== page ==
As a landscape architect, my practice at the start of a project often involves asking: ‘What wants to happen?’ It’s an intuitive listening at its first principle, followed with site analysis and observations, leading to learnings and then design testing. It allows for an understanding and response that involves removing oneself from bringing too much obtuse truth while still assisted by the rich pen of past years’ experience.
This practice is intimately seen (or experienced) through the discipline of gardening; by gardeners and across the garden world. The regular act of engaging with soil, plants, and landscape is inherently a relationship with the land asking: What wants to happen?
The gardener is a custodian of ‘place’ of sorts, and monitors changes in that place such as climate variance, soil moisture, insect attack, plant growth, etc.
Bringing a response to each observation that causes a continual adjustment of that place. Thus, typically, the gardener has a multifaceted relationship from gentle to rigorous with the garden for the hope of creating a refulgent landscape, seasonal highlights and inspiration to all who visit. At the same time many gardeners look to encourage biodiversity, planting contrasts and a balance between species.
In Europe, the Naturalistic Planting movement embodies this sensibility. Where master gardeners intimately know their plant selection, plant performance, soil conditions, and preferred habitat. These are often with exotic planting species, layered and planted to create drifts, varying heights and contrast akin to a wild ecology of sorts. Although typically heavily curated, intentional, and all the while – beautiful!
Capturing the essence
Claire Takacs, an internationally renowned photographer, is someone who regularly visits the world’s premier gardens. Photographing naturalistic planting and varying master gardeners such as Mat Reese (Malverlys), Tom Coward (Gravetye Manor), Cassian Schmidt (Hermannshof), and Fergus Garrett (Great Dixter). All display this ability to have a relationship with plants and the landscape. A listening followed by action, backed by deep knowledge and years of hard work.
Not to presume their own practice, but their gardens exude rhythms found in nature that begin to emulate rich ecologies that abound with life. A certain ‘Wild’ that we respond to and find ourselves directly brushing up against when walking within.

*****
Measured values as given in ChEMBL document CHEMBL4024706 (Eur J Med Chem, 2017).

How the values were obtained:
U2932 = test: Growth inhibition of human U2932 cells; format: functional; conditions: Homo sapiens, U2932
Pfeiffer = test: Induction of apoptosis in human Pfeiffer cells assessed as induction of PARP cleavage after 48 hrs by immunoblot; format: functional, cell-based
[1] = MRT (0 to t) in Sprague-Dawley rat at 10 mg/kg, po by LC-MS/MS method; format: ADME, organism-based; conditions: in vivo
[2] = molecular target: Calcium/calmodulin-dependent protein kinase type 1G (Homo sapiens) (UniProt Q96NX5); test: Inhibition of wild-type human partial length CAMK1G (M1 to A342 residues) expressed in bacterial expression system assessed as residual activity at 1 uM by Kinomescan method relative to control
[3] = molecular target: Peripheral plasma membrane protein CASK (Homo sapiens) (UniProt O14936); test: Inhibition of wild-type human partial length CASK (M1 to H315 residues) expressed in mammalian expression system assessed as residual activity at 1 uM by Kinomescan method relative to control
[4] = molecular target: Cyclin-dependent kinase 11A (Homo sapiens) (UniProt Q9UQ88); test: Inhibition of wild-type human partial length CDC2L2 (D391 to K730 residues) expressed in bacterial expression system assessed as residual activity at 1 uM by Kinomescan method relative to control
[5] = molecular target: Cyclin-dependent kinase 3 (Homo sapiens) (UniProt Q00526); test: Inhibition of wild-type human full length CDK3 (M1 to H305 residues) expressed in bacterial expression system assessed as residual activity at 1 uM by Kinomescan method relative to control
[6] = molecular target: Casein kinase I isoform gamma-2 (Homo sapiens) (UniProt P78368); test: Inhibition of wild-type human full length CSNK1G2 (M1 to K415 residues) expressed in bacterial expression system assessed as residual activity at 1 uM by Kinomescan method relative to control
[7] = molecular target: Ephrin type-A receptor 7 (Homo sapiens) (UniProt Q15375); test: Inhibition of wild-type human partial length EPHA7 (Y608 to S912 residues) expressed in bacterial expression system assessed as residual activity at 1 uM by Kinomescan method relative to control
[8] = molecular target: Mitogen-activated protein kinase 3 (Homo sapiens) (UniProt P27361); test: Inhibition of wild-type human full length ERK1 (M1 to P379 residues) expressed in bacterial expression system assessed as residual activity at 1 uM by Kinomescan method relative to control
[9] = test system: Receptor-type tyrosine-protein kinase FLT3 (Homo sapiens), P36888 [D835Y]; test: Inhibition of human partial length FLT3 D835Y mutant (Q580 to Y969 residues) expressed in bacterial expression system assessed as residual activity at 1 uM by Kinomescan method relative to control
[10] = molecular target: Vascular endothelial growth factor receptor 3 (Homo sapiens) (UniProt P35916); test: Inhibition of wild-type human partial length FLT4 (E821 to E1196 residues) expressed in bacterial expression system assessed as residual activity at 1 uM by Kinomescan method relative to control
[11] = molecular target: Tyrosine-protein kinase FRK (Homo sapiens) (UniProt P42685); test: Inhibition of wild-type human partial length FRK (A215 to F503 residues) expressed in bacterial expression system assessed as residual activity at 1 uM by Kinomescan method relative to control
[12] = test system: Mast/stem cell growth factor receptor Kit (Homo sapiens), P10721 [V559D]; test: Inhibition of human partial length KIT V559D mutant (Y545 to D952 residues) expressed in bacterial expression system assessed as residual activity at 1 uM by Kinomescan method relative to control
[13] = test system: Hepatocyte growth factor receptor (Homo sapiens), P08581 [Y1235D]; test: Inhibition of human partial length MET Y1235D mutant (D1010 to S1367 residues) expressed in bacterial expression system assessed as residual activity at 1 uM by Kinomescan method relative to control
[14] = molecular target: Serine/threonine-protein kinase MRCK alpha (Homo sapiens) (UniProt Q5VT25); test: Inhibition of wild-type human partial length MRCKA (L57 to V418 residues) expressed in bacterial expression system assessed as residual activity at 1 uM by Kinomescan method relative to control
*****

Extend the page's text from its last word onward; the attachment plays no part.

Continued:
Claire, who pursues beauty through her photography (and life), that can be seen in her most recent book Wild, indelibly captures exquisite moments in these types of gardens. Moments that really are the final expression of the gardener’s relationship with plants and place. With sunlight as her medium, and the gardens as her canvas, she herself has a nuanced relationship with the gardens.
Arriving at dawn before sunrise, she is attentive to both the composition of the garden and the light arcing across the sky bouncing off leaf and flower. In this way the movement of the sun’s rays is constant, so must be her response. With deft feet moving throughout the garden on foot, with drone, and ladder she captures moments that feel as if she’s thrown up sunlight from her pocket to reveal the garden in a way the gardener could never thought be shared with others.
They’re intimate, layered, felt, and all garnered through her own practice of listening and responding. If she came to a site with a theme in mind, she would miss beauty found at select places and angles, she would not have the ability to reveal the intention and hidden moments only a gardener knows and feels when deep in the garden bed.
A recent trip to Mullumbimby for the first time led me to meeting a local couple who regenerate bushland around the Byron Shire. The conversation quickly led to the general populace not always having an understanding of what a strong natural system is.
It’s not enough to simply have trees such as camphor laurel creating verdant valleys. Regeneration requires the management and bias of and for native species towards a balanced ecology. Returning the landscape back from logged or banana plantations to native regrowth with strata and climatic ecologies.
My trip also revealed, like many places, the Byron Shire has an existing and historical need to manage weeds and regenerate parts of the Shire. Historically weed management was prompted with a big push from residents to remove the likes of lantana and groundsel to avoid fines. Not such a bad prompt really, having witnessed the property I stayed at having benefitted.
This all raises the question: How, through a regenerative lens, can we curate beautiful regenerated landscapes? Can we see regeneration as an act of custodianship that also pursues beauty? Can we promote flowering times, layers, structure, and contrasts that inspire native planting to be more than a set-and-forget approach? One that allows for a relationship and ongoing management of site.
Perhaps we should simply call on the master gardeners of the world to contribute to regeneration projects or perhaps books like Wild might inspire a regenerated Byron Shire full of diversity and beauty. Perhaps it’s more of us returning to the land as custodians and starting by asking: What wants to happen? Then stewarding regenerative and beautiful landscapes for Byron Shire residents and all flora and fauna.